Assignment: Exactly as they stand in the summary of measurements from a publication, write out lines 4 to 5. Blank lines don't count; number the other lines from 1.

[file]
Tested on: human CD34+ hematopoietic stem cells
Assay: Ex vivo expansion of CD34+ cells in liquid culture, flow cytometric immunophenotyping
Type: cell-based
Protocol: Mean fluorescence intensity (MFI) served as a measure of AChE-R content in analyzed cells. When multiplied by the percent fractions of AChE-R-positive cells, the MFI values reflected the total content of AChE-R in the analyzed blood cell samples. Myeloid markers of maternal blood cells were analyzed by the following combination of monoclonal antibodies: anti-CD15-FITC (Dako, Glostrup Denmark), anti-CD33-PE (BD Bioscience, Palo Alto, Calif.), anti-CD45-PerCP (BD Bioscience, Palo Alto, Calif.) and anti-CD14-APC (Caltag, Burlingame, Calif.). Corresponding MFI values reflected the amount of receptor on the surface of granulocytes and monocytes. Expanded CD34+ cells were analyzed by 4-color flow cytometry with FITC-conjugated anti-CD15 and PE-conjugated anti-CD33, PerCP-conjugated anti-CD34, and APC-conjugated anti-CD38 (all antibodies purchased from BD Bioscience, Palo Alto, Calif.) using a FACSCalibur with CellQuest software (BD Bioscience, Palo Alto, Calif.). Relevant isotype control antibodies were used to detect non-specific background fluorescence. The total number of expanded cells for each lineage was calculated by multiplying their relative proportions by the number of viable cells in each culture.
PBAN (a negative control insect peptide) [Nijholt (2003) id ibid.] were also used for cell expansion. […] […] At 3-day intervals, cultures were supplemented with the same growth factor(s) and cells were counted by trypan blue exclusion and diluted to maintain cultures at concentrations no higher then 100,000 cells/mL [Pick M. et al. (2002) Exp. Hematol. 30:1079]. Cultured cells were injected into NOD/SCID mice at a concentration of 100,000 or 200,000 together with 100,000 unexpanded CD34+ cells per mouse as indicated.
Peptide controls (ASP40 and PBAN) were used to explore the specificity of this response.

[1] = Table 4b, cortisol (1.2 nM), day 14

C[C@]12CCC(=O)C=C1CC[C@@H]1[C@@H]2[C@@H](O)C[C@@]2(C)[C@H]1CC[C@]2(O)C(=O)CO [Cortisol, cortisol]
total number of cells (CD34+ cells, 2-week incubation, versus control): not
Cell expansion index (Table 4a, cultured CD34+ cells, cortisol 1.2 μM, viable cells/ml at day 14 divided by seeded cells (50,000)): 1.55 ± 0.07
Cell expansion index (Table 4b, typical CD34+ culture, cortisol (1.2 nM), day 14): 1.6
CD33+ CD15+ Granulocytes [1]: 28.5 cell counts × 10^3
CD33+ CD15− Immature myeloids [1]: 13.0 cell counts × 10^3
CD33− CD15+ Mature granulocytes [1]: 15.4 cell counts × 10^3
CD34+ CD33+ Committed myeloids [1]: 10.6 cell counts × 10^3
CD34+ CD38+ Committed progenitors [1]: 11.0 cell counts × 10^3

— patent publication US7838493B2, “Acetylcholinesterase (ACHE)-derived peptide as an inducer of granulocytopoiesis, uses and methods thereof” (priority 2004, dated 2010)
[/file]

Protocol: Mean fluorescence intensity (MFI) served as a measure of AChE-R content in analyzed cells. When multiplied by the percent fractions of AChE-R-positive cells, the MFI values reflected the total content of AChE-R in the analyzed blood cell samples. Myeloid markers of maternal blood cells were analyzed by the following combination of monoclonal antibodies: anti-CD15-FITC (Dako, Glostrup Denmark), anti-CD33-PE (BD Bioscience, Palo Alto, Calif.), anti-CD45-PerCP (BD Bioscience, Palo Alto, Calif.) and anti-CD14-APC (Caltag, Burlingame, Calif.). Corresponding MFI values reflected the amount of receptor on the surface of granulocytes and monocytes. Expanded CD34+ cells were analyzed by 4-color flow cytometry with FITC-conjugated anti-CD15 and PE-conjugated anti-CD33, PerCP-conjugated anti-CD34, and APC-conjugated anti-CD38 (all antibodies purchased from BD Bioscience, Palo Alto, Calif.) using a FACSCalibur with CellQuest software (BD Bioscience, Palo Alto, Calif.). Relevant isotype control antibodies were used to detect non-specific background fluorescence. The total number of expanded cells for each lineage was calculated by multiplying their relative proportions by the number of viable cells in each culture.
PBAN (a negative control insect peptide) [Nijholt (2003) id ibid.] were also used for cell expansion. […] […] At 3-day intervals, cultures were supplemented with the same growth factor(s) and cells were counted by trypan blue exclusion and diluted to maintain cultures at concentrations no higher then 100,000 cells/mL [Pick M. et al. (2002) Exp. Hematol. 30:1079]. Cultured cells were injected into NOD/SCID mice at a concentration of 100,000 or 200,000 together with 100,000 unexpanded CD34+ cells per mouse as indicated.